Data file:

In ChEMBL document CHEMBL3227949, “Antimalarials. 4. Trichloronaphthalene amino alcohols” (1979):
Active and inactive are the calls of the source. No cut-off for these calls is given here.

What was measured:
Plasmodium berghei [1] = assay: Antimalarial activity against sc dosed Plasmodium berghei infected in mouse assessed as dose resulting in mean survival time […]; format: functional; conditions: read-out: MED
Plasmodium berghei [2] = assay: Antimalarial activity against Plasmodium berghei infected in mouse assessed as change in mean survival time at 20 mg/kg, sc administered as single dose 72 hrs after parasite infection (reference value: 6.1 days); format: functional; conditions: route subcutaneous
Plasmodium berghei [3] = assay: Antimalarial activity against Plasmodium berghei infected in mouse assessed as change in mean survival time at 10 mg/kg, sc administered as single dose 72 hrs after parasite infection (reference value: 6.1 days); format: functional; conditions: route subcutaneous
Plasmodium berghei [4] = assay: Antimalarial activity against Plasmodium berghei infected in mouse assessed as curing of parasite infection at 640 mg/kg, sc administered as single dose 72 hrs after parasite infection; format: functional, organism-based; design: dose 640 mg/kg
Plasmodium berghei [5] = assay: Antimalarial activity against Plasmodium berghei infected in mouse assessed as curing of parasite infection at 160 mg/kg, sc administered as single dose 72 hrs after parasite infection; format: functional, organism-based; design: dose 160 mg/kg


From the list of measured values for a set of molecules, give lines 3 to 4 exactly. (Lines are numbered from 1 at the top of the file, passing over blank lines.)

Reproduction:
What was measured:
Plasmodium berghei [1] = assay: Antimalarial activity against sc dosed Plasmodium berghei infected in mouse assessed as dose resulting in mean survival time […]; format: functional; conditions: read-out: MED